5. “Because of the nature of the removal, those artifacts ceased to be artifacts at the moment of removal. Period. No matter how great and wonderful the item might be, it is no longer an artifact when its archaeological context is disturbed. Only if surveyed, documented, and analyzed in-situ, does it remain an artifact. Anyone with a Archaeology 101 class behind them…. knows this well.”

    Your comment about telling the individual that his Civil War relic was simply scrap metal demonstrates how deeply out of touch you are on this issue. You continue by falsely claiming that everyone with rudimentary knowledge of archaeology knows that as though simply pretending it to be so will make it so. Indeed, the primary problem that leads to looting and negative impacts to sites is the fact that artifacts maintain value in and of themselves. While most people do realize that valuable information is forever lost when removing artifacts without carefully and properly recording all contextual information that does not erase considerable value in the artifact itself. That is what everybody actually knows, including professionals and museums.

    • I’ve been away this week on vacation (which regular readers will note as an uncharacteristic absence of postings).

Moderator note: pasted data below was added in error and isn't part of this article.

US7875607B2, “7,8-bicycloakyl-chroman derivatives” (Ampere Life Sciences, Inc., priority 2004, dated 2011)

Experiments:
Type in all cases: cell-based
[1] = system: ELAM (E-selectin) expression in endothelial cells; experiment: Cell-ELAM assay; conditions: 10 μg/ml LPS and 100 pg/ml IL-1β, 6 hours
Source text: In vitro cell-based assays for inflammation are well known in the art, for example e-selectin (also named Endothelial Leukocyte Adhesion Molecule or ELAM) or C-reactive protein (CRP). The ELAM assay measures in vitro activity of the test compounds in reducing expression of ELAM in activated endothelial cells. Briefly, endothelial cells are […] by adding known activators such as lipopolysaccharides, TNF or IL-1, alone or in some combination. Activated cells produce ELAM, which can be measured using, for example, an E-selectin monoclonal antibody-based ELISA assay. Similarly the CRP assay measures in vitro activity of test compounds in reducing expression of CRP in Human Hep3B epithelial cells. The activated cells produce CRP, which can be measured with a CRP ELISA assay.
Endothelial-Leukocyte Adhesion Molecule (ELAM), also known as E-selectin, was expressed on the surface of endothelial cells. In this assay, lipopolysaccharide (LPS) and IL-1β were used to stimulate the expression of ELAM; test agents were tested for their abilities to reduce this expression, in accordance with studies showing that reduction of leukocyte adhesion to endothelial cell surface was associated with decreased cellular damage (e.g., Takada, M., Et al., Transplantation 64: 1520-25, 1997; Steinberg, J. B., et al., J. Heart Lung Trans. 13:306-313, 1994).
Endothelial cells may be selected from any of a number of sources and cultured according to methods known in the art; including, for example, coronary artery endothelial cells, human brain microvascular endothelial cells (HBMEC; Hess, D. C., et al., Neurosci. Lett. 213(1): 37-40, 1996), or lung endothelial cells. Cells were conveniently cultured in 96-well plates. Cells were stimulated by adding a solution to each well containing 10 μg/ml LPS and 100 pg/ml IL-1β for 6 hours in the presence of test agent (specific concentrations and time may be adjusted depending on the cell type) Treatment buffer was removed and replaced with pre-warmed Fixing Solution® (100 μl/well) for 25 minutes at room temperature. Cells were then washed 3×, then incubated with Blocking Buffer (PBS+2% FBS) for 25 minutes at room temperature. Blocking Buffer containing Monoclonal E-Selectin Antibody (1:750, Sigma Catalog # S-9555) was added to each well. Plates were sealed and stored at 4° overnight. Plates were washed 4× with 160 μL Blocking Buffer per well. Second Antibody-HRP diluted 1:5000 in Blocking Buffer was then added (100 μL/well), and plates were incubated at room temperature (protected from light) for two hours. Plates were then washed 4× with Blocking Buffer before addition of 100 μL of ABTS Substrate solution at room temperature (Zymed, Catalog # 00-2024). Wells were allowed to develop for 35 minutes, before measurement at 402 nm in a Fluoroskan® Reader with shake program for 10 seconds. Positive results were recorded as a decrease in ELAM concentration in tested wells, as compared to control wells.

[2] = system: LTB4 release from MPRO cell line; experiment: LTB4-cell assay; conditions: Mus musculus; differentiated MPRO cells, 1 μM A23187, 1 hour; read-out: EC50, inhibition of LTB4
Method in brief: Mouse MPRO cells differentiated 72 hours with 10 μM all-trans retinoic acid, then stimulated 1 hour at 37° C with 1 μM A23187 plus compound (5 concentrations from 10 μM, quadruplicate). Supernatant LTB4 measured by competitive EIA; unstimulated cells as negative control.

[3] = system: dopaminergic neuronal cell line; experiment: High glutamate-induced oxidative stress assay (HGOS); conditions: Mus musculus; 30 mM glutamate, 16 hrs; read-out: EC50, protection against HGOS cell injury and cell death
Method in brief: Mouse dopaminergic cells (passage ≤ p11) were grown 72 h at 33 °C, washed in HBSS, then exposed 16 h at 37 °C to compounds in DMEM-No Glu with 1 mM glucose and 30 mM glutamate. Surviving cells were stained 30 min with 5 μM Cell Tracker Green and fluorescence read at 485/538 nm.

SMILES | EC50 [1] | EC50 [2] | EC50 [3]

To your point, I would say that you are not understanding the point being made in this post. Specifically in the passage you mention, I am taking exception to those who do NOT document their finds, do NOT offer any background information, and yet contact someone such as myself seeking some historical identification. My point is indeed valid, in touch, and what we’d call “cold hard reality.”

      Say I picked up a No. 2 pencil while visiting Key West… and say I contacted a historian familiar with Hemingway. What could they say? Other than, “it’s a pencil.” Can that pencil be an “artifact”? Not without context.

      You see, sending me a photo of friction primers with the background of a blank sheet of paper, and no other context, leads me to a negative conclusion. Much like the dentist being pressed by George Costanza to match Jon Voight’s bite marks. Such is a meaningless exercise in speculation. Rather, the discipline of history involves placement of facts within context of events. Without the context, there is no discipline.